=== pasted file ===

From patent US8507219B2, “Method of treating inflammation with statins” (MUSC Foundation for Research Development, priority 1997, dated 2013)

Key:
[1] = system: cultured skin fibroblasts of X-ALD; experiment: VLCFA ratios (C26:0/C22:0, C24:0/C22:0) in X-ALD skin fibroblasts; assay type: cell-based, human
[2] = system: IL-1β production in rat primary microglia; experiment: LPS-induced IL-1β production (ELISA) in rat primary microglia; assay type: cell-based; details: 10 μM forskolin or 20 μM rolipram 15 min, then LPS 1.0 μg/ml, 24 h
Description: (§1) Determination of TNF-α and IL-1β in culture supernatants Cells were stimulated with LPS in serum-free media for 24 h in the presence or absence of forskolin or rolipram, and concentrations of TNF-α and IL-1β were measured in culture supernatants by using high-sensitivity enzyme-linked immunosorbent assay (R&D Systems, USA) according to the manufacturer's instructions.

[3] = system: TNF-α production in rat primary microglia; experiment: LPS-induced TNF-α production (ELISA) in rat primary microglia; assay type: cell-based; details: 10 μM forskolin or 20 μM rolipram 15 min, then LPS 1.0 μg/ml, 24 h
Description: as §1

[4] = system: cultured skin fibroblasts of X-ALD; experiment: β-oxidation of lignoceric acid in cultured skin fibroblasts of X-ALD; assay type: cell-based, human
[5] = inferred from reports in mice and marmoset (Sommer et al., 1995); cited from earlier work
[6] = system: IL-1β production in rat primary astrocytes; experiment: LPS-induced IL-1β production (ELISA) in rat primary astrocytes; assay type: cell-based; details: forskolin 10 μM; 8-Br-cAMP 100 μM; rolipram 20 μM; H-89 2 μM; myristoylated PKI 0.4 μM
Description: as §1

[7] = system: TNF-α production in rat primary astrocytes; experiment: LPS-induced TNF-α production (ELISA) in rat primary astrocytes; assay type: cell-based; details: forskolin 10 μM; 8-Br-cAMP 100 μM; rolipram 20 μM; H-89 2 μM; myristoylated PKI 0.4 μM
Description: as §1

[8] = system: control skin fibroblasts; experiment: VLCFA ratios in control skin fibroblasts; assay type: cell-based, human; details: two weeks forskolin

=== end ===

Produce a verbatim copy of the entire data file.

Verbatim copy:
From patent US8507219B2, “Method of treating inflammation with statins” (MUSC Foundation for Research Development, priority 1997, dated 2013)

Key:
[1] = system: cultured skin fibroblasts of X-ALD; experiment: VLCFA ratios (C26:0/C22:0, C24:0/C22:0) in X-ALD skin fibroblasts; assay type: cell-based, human
[2] = system: IL-1β production in rat primary microglia; experiment: LPS-induced IL-1β production (ELISA) in rat primary microglia; assay type: cell-based; details: 10 μM forskolin or 20 μM rolipram 15 min, then LPS 1.0 μg/ml, 24 h
Description: (§1) Determination of TNF-α and IL-1β in culture supernatants Cells were stimulated with LPS in serum-free media for 24 h in the presence or absence of forskolin or rolipram, and concentrations of TNF-α and IL-1β were measured in culture supernatants by using high-sensitivity enzyme-linked immunosorbent assay (R&D Systems, USA) according to the manufacturer's instructions.

[3] = system: TNF-α production in rat primary microglia; experiment: LPS-induced TNF-α production (ELISA) in rat primary microglia; assay type: cell-based; details: 10 μM forskolin or 20 μM rolipram 15 min, then LPS 1.0 μg/ml, 24 h
Description: as §1

[4] = system: cultured skin fibroblasts of X-ALD; experiment: β-oxidation of lignoceric acid in cultured skin fibroblasts of X-ALD; assay type: cell-based, human
[5] = inferred from reports in mice and marmoset (Sommer et al., 1995); cited from earlier work
[6] = system: IL-1β production in rat primary astrocytes; experiment: LPS-induced IL-1β production (ELISA) in rat primary astrocytes; assay type: cell-based; details: forskolin 10 μM; 8-Br-cAMP 100 μM; rolipram 20 μM; H-89 2 μM; myristoylated PKI 0.4 μM
Description: as §1

[7] = system: TNF-α production in rat primary astrocytes; experiment: LPS-induced TNF-α production (ELISA) in rat primary astrocytes; assay type: cell-based; details: forskolin 10 μM; 8-Br-cAMP 100 μM; rolipram 20 μM; H-89 2 μM; myristoylated PKI 0.4 μM
Description: as §1

[8] = system: control skin fibroblasts; experiment: VLCFA ratios in control skin fibroblasts; assay type: cell-based, human; details: two weeks forskolin